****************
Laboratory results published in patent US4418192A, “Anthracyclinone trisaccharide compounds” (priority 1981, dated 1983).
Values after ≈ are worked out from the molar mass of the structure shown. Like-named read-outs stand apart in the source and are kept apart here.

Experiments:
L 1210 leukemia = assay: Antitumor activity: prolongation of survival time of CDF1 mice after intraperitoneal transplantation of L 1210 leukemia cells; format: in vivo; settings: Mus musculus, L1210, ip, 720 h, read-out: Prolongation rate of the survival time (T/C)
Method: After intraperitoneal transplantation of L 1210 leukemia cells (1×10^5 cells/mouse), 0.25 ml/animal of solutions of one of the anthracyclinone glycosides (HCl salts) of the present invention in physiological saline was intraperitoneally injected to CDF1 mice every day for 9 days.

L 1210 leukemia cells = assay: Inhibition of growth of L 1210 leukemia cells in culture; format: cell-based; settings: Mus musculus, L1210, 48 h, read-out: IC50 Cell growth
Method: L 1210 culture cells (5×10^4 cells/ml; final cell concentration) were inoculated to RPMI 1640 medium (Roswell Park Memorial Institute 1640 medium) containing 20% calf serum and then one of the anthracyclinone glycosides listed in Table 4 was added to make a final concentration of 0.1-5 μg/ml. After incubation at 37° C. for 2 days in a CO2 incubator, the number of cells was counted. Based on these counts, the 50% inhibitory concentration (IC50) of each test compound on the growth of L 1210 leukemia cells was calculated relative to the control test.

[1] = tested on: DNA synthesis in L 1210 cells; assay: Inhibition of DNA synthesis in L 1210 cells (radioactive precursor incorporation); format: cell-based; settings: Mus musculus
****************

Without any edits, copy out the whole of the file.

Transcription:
Laboratory results published in patent US4418192A, “Anthracyclinone trisaccharide compounds” (priority 1981, dated 1983).
Values after ≈ are worked out from the molar mass of the structure shown. Like-named read-outs stand apart in the source and are kept apart here.

Experiments:
L 1210 leukemia = assay: Antitumor activity: prolongation of survival time of CDF1 mice after intraperitoneal transplantation of L 1210 leukemia cells; format: in vivo; settings: Mus musculus, L1210, ip, 720 h, read-out: Prolongation rate of the survival time (T/C)
Method: After intraperitoneal transplantation of L 1210 leukemia cells (1×10^5 cells/mouse), 0.25 ml/animal of solutions of one of the anthracyclinone glycosides (HCl salts) of the present invention in physiological saline was intraperitoneally injected to CDF1 mice every day for 9 days.

L 1210 leukemia cells = assay: Inhibition of growth of L 1210 leukemia cells in culture; format: cell-based; settings: Mus musculus, L1210, 48 h, read-out: IC50 Cell growth
Method: L 1210 culture cells (5×10^4 cells/ml; final cell concentration) were inoculated to RPMI 1640 medium (Roswell Park Memorial Institute 1640 medium) containing 20% calf serum and then one of the anthracyclinone glycosides listed in Table 4 was added to make a final concentration of 0.1-5 μg/ml. After incubation at 37° C. for 2 days in a CO2 incubator, the number of cells was counted. Based on these counts, the 50% inhibitory concentration (IC50) of each test compound on the growth of L 1210 leukemia cells was calculated relative to the control test.

[1] = tested on: DNA synthesis in L 1210 cells; assay: Inhibition of DNA synthesis in L 1210 cells (radioactive precursor incorporation); format: cell-based; settings: Mus musculus